Need something to motivate you to exercise? Learn how to schedule rewards the right way and boost your gym mojo.
What it does:
Rewarding yourself for a trip to the gym might sound indulgent, but having something to look forward to may help getting out the door (come rain or shine) that much easier.
“We call it pleasant event scheduling,” says sport and exercise psychology registrar Damien Stewart. “The aim of pleasant event scheduling is to increase motivation and decrease anxiety through pairing a reward with participation rather than basing a reward on success.
“For a lot of people, a trip to the gym becomes a chore due to mantras such as ‘no pain, no gain’ – for those of us with busy lives, participating in any level of exercise is an achievement in itself,” says Stewart.
Pleasant event scheduling is often used in the rehabilitation of substance abuse to increase the amount of enjoyment experienced in the rehabilitated person’s life and to distract them from using.
How to do it:
An effective reward system should a) align with, not contradict, your goals and b) avoid withholding rewards as punishment if goals are not met. “The problem with most sport and exercise rewards systems is that the rewards are based on performance outcomes; as a result, the threat of failure creates anxiety – so you need to commit to your scheduled event, as a reward for partcipation, whether you achieve your goal or not,” says Stewart.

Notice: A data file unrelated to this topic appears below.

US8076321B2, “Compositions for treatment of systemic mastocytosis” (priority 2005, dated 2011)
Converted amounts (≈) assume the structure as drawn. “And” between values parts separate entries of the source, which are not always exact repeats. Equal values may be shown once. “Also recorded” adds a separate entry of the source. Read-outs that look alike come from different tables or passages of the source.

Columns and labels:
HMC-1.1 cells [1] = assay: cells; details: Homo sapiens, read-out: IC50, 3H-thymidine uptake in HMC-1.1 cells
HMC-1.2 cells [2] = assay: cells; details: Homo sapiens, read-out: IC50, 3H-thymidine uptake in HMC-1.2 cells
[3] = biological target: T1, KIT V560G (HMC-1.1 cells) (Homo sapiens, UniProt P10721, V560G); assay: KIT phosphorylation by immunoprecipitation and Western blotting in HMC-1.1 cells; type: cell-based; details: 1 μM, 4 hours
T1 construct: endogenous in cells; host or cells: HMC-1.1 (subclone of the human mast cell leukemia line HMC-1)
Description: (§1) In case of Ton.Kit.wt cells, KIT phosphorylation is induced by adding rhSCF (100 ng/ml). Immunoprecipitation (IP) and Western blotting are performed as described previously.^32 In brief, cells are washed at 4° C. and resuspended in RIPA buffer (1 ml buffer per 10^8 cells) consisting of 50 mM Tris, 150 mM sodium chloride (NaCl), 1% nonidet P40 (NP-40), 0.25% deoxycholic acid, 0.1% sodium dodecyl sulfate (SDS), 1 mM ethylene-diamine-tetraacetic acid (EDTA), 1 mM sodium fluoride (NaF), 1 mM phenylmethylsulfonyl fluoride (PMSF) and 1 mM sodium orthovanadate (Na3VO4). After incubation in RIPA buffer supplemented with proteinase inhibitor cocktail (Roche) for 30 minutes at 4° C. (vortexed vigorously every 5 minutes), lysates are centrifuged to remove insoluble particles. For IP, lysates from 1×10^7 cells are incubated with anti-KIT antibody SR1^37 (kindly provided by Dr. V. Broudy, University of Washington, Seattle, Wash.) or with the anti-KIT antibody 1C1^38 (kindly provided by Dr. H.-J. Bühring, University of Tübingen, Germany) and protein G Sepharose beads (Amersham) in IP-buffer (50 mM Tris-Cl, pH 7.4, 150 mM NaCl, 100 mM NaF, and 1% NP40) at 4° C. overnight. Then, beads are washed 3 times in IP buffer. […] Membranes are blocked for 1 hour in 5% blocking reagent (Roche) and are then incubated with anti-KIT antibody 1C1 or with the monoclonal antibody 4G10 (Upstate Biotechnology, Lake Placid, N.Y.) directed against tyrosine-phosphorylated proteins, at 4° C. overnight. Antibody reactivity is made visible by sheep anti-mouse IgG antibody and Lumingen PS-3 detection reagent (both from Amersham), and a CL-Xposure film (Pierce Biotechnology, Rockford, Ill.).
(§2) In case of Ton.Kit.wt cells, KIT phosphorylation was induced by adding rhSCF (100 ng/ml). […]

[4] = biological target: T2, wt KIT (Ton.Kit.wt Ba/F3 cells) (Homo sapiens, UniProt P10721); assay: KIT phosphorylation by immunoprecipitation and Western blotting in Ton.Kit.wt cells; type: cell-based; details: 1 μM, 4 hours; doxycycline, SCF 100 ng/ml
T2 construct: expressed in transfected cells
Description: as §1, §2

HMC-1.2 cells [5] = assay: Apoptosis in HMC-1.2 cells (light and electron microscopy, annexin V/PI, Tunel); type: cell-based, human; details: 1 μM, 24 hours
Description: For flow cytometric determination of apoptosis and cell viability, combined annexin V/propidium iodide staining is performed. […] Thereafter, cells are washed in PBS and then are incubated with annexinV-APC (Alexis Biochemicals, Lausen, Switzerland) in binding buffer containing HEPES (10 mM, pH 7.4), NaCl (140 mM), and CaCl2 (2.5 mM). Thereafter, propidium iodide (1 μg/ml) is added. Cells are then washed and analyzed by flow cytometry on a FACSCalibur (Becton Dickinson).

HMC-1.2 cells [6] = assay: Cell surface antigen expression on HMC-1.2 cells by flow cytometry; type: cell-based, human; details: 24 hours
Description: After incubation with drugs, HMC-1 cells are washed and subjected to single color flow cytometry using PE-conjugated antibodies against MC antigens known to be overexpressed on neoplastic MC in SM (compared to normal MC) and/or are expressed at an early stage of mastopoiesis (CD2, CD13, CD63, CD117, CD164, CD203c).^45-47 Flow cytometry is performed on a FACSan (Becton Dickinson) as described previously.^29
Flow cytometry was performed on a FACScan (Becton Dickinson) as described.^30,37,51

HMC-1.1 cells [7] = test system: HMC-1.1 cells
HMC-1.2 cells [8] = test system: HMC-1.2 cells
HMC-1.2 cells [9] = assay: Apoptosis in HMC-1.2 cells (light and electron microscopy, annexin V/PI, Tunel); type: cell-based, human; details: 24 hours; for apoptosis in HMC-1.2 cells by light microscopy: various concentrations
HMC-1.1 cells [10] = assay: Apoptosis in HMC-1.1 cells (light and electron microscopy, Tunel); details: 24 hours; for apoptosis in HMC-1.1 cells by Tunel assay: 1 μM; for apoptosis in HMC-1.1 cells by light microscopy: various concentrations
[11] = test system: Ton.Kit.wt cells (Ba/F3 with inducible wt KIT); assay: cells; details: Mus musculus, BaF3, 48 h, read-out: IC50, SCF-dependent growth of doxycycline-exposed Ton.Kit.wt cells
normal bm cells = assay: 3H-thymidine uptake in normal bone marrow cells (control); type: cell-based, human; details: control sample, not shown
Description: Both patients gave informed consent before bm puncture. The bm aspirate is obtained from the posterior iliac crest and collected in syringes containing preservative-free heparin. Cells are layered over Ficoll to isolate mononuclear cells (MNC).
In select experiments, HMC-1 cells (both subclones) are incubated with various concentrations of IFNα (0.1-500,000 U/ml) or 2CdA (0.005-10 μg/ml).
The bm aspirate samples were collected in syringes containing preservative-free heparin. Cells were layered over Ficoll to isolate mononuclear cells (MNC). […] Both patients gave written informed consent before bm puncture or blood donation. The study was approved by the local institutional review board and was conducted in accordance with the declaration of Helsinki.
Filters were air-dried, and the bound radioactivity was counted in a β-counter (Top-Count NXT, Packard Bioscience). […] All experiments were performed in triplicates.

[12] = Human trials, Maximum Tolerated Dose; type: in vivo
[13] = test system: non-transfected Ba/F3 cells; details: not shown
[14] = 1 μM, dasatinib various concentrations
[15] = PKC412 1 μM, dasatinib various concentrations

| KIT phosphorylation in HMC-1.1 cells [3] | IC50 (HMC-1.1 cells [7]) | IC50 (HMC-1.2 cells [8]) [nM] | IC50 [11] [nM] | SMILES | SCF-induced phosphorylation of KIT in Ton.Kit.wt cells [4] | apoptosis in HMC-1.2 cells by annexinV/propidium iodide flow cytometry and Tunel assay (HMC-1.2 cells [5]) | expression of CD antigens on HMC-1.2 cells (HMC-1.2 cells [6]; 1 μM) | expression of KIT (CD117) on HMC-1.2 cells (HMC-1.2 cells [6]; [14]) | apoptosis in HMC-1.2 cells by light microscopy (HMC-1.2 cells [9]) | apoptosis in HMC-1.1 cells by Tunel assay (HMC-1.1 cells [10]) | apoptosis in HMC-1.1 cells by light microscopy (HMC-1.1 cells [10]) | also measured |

Aim to reward yourself for small, short-term goals, and ensure that they don’t involve chowing down on foods that undo your hard work.
“Many people fall into the trap of what I call gym reward syndrome: ‘I can have muffin with my coffee because I worked out,'” says accredited practising dietitian and nutritionist Dr Joanna McMillan. “It takes roughly an hour to work off 2,000 kilojoules but you can eat that amount in only a couple of minutes.”
For health and fitness goals, it’s probably better to stick to non-food rewards like a hot bath, a trip to the movies or a manicure.